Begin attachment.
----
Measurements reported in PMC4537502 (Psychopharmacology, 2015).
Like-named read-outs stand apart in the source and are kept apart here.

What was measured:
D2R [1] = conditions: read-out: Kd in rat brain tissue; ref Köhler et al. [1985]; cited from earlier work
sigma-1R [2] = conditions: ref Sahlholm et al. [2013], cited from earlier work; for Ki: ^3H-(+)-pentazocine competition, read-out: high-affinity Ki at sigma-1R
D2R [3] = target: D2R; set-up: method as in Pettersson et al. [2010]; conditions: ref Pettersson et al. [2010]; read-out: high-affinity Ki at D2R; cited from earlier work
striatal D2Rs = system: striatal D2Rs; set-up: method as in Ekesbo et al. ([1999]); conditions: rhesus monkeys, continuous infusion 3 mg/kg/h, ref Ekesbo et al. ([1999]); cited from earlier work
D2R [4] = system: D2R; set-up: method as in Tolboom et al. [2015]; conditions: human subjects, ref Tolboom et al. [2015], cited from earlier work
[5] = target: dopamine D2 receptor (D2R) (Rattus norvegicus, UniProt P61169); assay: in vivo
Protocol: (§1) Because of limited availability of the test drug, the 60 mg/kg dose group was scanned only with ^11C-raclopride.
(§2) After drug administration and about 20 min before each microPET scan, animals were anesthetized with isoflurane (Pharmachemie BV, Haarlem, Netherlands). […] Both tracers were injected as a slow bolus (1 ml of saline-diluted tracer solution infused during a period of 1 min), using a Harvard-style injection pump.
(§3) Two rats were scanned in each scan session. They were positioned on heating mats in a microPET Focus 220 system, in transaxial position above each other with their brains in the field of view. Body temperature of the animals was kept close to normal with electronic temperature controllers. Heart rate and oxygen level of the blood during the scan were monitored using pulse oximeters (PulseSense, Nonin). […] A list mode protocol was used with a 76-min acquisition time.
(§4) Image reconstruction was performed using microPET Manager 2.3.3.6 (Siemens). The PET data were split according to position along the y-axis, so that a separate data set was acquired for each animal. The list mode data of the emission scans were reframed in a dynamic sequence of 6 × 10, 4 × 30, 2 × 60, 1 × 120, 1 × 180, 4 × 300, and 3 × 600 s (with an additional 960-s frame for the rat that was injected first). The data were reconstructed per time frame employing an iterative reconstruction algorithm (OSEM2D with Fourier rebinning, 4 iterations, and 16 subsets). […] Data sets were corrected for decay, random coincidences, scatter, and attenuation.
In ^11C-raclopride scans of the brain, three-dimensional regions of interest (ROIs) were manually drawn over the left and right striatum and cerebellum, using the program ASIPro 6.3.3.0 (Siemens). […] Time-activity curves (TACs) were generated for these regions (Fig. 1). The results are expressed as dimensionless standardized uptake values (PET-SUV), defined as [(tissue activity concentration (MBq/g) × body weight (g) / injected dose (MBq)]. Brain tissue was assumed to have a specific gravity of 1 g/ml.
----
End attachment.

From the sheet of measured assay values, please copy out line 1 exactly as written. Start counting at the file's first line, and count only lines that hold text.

Measurements reported in PMC4537502 (Psychopharmacology, 2015).